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Breast Cancer Screening Barriers from the Womans Perspective: a Meta-synthesis

  • Azami-Aghdash, Saber (Iranian Center of Excellence in Health Management, Tabriz University of Medical Sciences) ;
  • Ghojazadeh, Morteza (Liver & Gastrointestinal Disease Research Center, Tabriz University of Medical Sciences) ;
  • Sheyklo, Sepideh Gareh (Dezful University of Medical Science) ;
  • Daemi, Amin (Health Management and Economics Research Center, Iran University of Medical Sciences) ;
  • Kolahdouzan, Kasra (Students' Research Committee, Tabriz University of Medical Sciences) ;
  • Mohseni, Mohammad (Research Center for Social Determinants of Health, Institute for Futures Studies in Health, Kerman University of Medical Sciences) ;
  • Moosavi, Ahmad (Dezful University of Medical Science)
  • Published : 2015.04.29

Abstract

Background: The principal aim of health service providers in the field of breast cancer is to detect and treat lesions at an appropriate time. Therefore, identification of barriers to screening can be very helpful. The present study aimed to systematically review the qualitative studies for extracting and reporting the barriers of screening for breast cancer from the womans perspective. Materials and Methods: In this systematic review; Pubmed, Google Scholar, Ovid Scopus, Cochrane Library, Iranmedex, and SID were searched using the keywords: screening barriers, cancer, qualitative studies, breast and their Persian equivalents, and the needed data were extracted and analyzed using an extraction table. To assess the quality of the studies, the Critical Appraisal Skills Programme (CASP) tool was used. Results: From 2,134 related articles that were found, 21 articles were eventually included in the study. The most important barriers from the point of view of 1,084 women were lack of knowledge, access barriers (financial, geographical, cultural), fear (of results and pain), performance of service providers, women's beliefs, procrastination of screening, embarrassment, long wait for getting an appointment, language problems, and previous negative experiences. Articles' assessment score was 68.9. Conclusions: Increasing women's knowledge, reducing the costs of screening services, cultural promotion for screening, presenting less painful methods, changing beliefs of health service providers, provision of privacy for giving service, decreasing the waiting time, and providing high quality services in a respectful manner can be effective ways to increase breast cancer screening.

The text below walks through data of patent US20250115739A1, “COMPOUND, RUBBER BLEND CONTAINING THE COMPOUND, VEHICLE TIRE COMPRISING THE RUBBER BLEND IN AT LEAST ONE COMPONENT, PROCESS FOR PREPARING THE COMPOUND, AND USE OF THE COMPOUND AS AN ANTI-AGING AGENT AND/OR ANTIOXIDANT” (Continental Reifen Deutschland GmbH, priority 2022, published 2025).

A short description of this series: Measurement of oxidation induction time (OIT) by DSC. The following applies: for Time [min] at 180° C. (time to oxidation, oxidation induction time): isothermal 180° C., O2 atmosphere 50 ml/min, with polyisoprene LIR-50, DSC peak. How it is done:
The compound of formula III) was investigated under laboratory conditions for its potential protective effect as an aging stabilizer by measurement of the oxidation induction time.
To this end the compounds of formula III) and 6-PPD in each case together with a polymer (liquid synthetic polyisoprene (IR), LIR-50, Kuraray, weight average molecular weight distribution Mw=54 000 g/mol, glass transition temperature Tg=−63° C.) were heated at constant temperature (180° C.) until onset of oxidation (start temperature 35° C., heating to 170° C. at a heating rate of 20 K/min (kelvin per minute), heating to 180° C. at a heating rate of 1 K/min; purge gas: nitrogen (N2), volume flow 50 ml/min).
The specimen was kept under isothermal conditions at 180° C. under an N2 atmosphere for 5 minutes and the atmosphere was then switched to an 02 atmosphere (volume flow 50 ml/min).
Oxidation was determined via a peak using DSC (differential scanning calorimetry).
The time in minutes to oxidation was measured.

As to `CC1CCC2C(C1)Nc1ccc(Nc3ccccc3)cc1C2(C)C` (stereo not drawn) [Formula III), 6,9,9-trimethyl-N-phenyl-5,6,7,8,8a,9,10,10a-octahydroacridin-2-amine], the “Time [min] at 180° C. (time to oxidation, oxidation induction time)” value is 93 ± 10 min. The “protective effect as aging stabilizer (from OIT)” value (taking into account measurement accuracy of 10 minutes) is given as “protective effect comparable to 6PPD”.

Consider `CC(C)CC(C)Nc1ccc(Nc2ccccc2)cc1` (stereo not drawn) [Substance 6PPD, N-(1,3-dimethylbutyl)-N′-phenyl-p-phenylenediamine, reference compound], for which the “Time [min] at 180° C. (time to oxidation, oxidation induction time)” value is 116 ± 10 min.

Keywords

Breast cancer;screening;barriers;women's perspective;qualitative studies

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